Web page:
Leaked US documents have revealed Washington’s vision of regime change in Syria. And it’s not pretty.
Planners never thought democratic opponents to Syria’s Bashar al-Assad stood a chance, according to a 2011 US military intelligence assessment. The US Marine Corps’ (USMC) Intelligence Department and private intelligence firm Stratfor jointly produced this August 2011 assessment. Journalist Nafeez Mosaddeq Ahmed discovered this document among a trove of leaked emails published by WikiLeaks. You can see his full report at Le Monde Diplomatique.
‘Enflaming sectarian unrest’
Ahmed says of the planning document:
It saw regime change as desirable in theory, but unattainable in practice, warning that Syria would experience ‘a violent, protracted civil conflict, one that will enflame sectarian unrest… The potential for the regime to collapse cannot be ruled out, but the road to regime change will be a long and bloody one.’
We don’t know what US government officials like Barack Obama, John Kerry or Hillary Clinton believed as they supported intervention in Syria. But this document shows what US military planners were probably telling them from 2011 onwards, and perhaps earlier on.
An extremely fractured opposition
Ahmed also writes:
the document concludes that opposition forces would be unable to overthrow Assad: ‘… the opposition in Syria does not yet have the numbers, organization or capabilities overall to overwhelm the regime forces. Syria’s opposition is extremely fractured and is operating under enormous constraints inside the country.’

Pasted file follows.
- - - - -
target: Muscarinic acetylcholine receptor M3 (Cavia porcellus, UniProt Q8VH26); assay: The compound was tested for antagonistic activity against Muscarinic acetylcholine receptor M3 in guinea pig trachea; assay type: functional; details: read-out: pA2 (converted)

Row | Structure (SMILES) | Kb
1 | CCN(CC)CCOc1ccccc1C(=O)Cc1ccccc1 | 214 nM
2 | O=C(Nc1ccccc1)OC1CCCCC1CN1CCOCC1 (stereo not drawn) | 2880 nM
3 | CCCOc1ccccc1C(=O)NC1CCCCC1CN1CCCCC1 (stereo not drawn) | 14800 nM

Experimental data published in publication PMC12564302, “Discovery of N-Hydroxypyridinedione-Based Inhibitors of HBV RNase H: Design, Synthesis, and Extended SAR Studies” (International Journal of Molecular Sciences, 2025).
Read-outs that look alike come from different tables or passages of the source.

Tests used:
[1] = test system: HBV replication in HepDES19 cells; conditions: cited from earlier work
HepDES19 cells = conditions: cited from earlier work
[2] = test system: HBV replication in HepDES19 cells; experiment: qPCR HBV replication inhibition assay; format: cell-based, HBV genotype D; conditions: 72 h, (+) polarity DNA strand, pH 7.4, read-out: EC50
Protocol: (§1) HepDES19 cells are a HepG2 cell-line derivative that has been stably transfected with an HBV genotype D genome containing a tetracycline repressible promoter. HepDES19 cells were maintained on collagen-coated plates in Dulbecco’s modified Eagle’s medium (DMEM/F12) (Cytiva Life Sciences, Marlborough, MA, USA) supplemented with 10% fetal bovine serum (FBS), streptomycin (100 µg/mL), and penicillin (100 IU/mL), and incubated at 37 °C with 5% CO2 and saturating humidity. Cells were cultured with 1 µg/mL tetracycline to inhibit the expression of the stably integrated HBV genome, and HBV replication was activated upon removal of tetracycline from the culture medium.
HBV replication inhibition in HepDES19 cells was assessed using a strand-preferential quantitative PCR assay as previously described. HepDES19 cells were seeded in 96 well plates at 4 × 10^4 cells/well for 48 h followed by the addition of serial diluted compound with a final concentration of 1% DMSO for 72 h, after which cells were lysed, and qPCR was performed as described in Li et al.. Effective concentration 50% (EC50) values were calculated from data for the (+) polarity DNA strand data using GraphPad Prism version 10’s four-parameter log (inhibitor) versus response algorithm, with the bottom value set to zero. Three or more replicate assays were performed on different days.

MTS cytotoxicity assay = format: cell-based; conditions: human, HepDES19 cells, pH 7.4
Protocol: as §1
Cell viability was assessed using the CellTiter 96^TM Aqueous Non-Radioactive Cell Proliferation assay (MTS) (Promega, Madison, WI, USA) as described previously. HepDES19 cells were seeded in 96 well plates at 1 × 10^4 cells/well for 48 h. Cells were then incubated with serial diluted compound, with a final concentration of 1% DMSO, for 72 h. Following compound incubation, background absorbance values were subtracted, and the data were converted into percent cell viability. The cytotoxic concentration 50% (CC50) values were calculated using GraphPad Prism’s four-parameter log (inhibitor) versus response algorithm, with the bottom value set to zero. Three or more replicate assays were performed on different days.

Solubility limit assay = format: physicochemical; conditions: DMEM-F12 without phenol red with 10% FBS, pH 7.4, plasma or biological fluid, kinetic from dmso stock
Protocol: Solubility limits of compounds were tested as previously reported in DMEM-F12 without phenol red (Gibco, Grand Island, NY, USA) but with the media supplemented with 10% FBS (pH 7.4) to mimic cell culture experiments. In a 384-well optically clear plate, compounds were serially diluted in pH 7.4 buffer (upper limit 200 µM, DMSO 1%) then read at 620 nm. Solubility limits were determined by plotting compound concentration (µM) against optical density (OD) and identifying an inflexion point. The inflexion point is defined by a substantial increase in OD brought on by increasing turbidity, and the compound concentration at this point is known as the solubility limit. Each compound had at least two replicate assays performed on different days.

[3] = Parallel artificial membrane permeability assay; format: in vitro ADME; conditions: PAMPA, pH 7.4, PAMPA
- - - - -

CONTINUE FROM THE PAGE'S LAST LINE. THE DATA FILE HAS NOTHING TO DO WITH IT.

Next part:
And a point which Ahmed says the document hits home is that:
The anti-democratic nature of the strategy was clear. Regardless of the democratic aspirations driving the Syrian uprising, US military officials were content with the idea of encouraging foreign powers to nurture Islamist forces in Syria who would operate under the ‘umbrella’ of those foreign powers: all to try and weaken Iran’s foothold.
Armed opposition requires foreign backing
The Canary has discovered a copy of a similar – though sanitised – assessment on Stratfor’s website, dated 30 September 2011. This document mirrors the assessment cited by Ahmed, in parts. The similarities include the assessment of the opposition to Assad as “fractured”.
There is one significant statement, however, that is not in the leaked USMC-Stratfor draft assessment:
Without foreign backing, the opposition movement is unlikely to acquire enough money or gain enough traction to acquire large quantities of weaponry, let alone achieve regime change.
Indeed, investigative journalist Gareth Porter suggested in 2017 that the CIA had facilitated at the very least:
2,750 tons of arms bound ultimately for Syria from October 2011 through August 2012.
Divide and conquer
The Canary has previously reported on a series of CIA and military documents that place this latest discovery into context. These documents show, among other things, Washington’s longstanding interest in overthrowing or destabilising the Syrian government by enflaming sectarian tensions in the country.
As these revelations show, US military involvement in countries like Syria is based on little more than pragmatic calculations about how best to divide and conquer a people.
Featured image via US Army – YouTube
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